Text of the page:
|3 Months Ended|
Mar. 31, 2020
|Commitments And Contingencies Disclosure [Abstract]|
The Company is from time to time engaged in routine litigation. The Company regularly reviews all pending litigation matters in which it is involved and establishes reserves deemed appropriate by management for these litigation matters when a probable loss estimate can be made.
The matters described in this Note may take several years to resolve. While the Company believes it has meritorious defenses, it cannot be sure of their ultimate resolution. Although the Company may reserve amounts for certain matters that the Company believes represent the most likely outcome of the resolution of these related disputes, if the Company is incorrect in its assessment, the Company may have to record additional expenses, when it becomes probable that an increased potential liability is warranted.
The Mexican Tax Administration Service commenced audits of the Company’s Mexican subsidiaries for the period from January to September 2007 and on May 10, 2013, the Company received an assessment related to that period. This assessment is subject to interest and inflationary adjustments. On July 11, 2013, the Company filed an administrative appeal disputing the assessment. On September 22, 2014, the Mexican Tax Administration Service denied the Company’s administrative appeal. The Company commenced litigation in the Tax Court of Mexico in November 2014 to dispute the assertions made by the Mexican Tax Administration Service in the case. On January 16, 2018, the Tax Court of Mexico issued a verdict upholding the assessment issued by the Mexican Tax Administration Service. On April 16, 2018, the Company filed an appeal of this verdict, and in July 2019, the Circuit Court issued a written verdict upholding the assessment and the judgment of the Tax Court of Mexico. On August 12, 2019, the Company filed an appeal with the Supreme Court of Mexico. On October 16, 2019, the Supreme Court of Mexico refused to hear the Company’s appeal. On October 21, 2019, the Company filed a petition with the Supreme Court of Mexico, asking them to reconsider their previous decision. On April 29, 2020 the Supreme Court of Mexico declined the Company’s second petition and the adverse verdicts of the lower courts became final. The Company will pay the assessed amount in due course. The Company previously recognized a loss of $19.0 million in selling, general, and administrative expenses within the Company’s condensed consolidated statement of income during the year ended December 31, 2019 and has a corresponding accrued liability within its condensed consolidated balance sheet as of March 31, 2020. The Company has an issued but undrawn letter of credit through a bank to guarantee payment of the tax assessment as required, and the letter of credit continued to remain effective as of March 31, 2020.
The Mexican Tax Administration Service has delayed processing VAT refunds for companies operating in Mexico and the Company believes that the process for its Mexico subsidiary to receive VAT refunds may be delayed. As of March 31, 2020, the Company had $19.3 million of Mexico VAT related assets, of which $13.3 million was within other assets and $6.0 million was within prepaid expenses and other current assets on its condensed consolidated balance sheet. This amount relates to VAT payments made over various periods and the Company believes these amounts are recoverable by refund or they may be applied against certain future tax liabilities. Effective January 1, 2019, a tax reform law changed the rules concerning possible use of VAT assets, specifically providing that, for VAT balances generated after December 31, 2018, those balances could not be offset against taxes other than VAT obligations currently due. The Company has not recognized any losses related to these VAT related assets as the Company does not believe a loss is probable.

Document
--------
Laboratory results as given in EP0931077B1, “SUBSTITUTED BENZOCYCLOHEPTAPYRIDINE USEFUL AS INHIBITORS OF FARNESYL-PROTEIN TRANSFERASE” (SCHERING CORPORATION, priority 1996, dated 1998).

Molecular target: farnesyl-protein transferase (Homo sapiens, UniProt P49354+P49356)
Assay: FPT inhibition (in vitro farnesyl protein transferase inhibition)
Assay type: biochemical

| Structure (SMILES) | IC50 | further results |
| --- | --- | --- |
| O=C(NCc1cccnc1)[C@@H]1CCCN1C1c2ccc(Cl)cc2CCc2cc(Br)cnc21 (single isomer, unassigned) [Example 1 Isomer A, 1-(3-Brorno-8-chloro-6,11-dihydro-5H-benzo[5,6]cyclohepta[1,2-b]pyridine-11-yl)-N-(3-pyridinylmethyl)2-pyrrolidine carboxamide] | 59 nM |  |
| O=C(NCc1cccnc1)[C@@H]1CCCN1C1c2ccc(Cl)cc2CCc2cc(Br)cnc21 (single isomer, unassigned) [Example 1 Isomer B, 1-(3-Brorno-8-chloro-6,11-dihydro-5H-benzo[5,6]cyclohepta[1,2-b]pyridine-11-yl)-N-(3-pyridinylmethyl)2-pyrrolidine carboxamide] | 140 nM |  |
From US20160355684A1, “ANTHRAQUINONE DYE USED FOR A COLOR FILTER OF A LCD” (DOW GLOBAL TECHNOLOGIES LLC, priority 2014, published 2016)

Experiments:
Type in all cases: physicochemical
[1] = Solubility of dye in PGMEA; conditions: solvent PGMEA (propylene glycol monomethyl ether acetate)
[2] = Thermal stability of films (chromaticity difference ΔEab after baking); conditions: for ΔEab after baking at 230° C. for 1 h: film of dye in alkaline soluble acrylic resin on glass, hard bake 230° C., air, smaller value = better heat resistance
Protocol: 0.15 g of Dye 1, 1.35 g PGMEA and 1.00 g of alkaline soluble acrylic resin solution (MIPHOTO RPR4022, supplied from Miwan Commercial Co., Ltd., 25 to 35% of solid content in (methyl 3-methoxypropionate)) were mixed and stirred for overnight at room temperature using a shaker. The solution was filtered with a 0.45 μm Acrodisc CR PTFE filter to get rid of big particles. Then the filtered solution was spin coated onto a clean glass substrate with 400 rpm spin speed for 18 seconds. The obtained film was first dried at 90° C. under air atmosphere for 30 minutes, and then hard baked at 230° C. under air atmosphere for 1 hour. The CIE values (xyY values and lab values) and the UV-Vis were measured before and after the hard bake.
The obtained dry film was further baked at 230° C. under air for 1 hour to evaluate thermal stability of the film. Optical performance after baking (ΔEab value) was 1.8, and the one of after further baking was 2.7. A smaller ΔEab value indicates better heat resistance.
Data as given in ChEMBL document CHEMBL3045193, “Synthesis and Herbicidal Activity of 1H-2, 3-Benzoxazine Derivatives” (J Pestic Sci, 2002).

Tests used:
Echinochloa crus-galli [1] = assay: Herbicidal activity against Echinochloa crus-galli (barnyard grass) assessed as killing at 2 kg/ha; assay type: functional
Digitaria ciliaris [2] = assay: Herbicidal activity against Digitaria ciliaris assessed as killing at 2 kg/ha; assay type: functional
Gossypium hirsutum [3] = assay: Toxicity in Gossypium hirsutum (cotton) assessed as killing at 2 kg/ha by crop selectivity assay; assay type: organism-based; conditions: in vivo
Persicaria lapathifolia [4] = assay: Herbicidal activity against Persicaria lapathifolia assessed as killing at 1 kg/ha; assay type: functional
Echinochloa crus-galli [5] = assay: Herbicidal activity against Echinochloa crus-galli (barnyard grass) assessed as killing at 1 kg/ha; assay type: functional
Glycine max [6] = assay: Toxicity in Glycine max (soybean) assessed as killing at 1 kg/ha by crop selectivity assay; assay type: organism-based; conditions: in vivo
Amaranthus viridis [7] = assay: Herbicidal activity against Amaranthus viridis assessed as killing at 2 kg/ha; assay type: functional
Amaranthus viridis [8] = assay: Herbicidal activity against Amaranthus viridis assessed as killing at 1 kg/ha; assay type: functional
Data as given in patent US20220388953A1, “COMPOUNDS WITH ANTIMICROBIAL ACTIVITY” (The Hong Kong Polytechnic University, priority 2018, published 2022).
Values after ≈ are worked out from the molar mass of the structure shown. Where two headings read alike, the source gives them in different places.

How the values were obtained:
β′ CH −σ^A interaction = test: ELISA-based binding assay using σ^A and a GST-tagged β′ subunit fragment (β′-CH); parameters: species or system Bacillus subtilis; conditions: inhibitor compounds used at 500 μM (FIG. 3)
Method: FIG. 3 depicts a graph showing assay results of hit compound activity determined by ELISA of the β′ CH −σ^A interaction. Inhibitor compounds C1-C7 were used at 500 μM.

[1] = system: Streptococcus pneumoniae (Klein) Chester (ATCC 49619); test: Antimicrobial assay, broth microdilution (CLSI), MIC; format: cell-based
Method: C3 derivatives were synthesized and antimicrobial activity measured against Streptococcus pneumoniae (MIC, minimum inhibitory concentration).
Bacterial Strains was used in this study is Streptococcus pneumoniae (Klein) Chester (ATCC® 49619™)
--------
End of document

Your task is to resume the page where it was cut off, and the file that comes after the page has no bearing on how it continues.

The Company has received tax assessments for multiple years from the Federal Revenue Office of Brazil related to withholding/contributions based on payments to the Company’s Members. The aggregate combined amount of all these assessments is equivalent to approximately $11.0 million, translated at the March 31, 2020 spot rate. The Company is currently litigating these assessments at the tax administrative level. The Company has not accrued a loss for the majority of the assessments because the Company does not believe a loss is probable. The Company is currently unable to reasonably estimate the amount of the loss that may result from an unfavorable outcome if additional assessments for other periods were to be issued.
The Company is under examination in several Brazilian states related to ICMS and ICMS-ST taxation. Some of these examinations have resulted in assessments for underpaid tax that the Company has appealed. The State of São Paulo has audited the Company for the 2013 and 2014 tax years. During July 2016, for the State of São Paulo, the Company received an assessment in the aggregate amount of approximately $31.1 million, translated at the March 31, 2020 spot rate, relating to various ICMS issues for its 2013 tax year. In August 2016, the Company filed a first-level administrative appeal which was denied in February 2017. The Company filed a further appeal on March 9, 2017. On March 20, 2018, the Court held a hearing and a verdict was issued in June 2019, remanding the case back to the first-level administrative court. During August 2017, for the State of São Paulo, the Company received an assessment in the aggregate amount of approximately $11.5 million, translated at the March 31, 2020 spot rate, relating to various ICMS issues for its 2014 tax year. In September 2017, the Company filed a first-level administrative appeal for the 2014 tax year. The first-level administrative appeal was denied. The Company filed an appeal at the second-level administrative court in December 2018 and a verdict was issued in April 2019, remanding the case back to the first-level administrative court. During September 2018, for the State of Rio de Janeiro, the Company received an assessment in the aggregate amount of approximately $6.8 million, translated at the March 31, 2020 spot rate, relating to various ICMS-ST issues for its 2016 and 2017 tax years. On November 8, 2018, the Company filed a first-level administrative appeal, which was subsequently denied. On April 5, 2019, the Company appealed this tax assessment to the Administrative Council of Tax Appeals (second-level administrative appeal). The Company has also received other ICMS tax assessments in Brazil. During the fourth quarter of 2015, the Company filed appeals with state judicial courts against three of the assessments. The Company had issued surety bonds in the aggregate amount of $9.7 million, translated at the March 31, 2020 spot rate, to guarantee payment of some of the tax assessments as required while the Company pursues the appeals. In addition, the Company has received several ICMS tax assessments in the aggregate amount of $5.7 million, translated at the March 31, 2020 spot rate, from several other Brazilian states where surety bonds have not been issued. Litigation in all these cases is currently ongoing. The Company has not recognized a loss as the Company does not believe a loss is probable.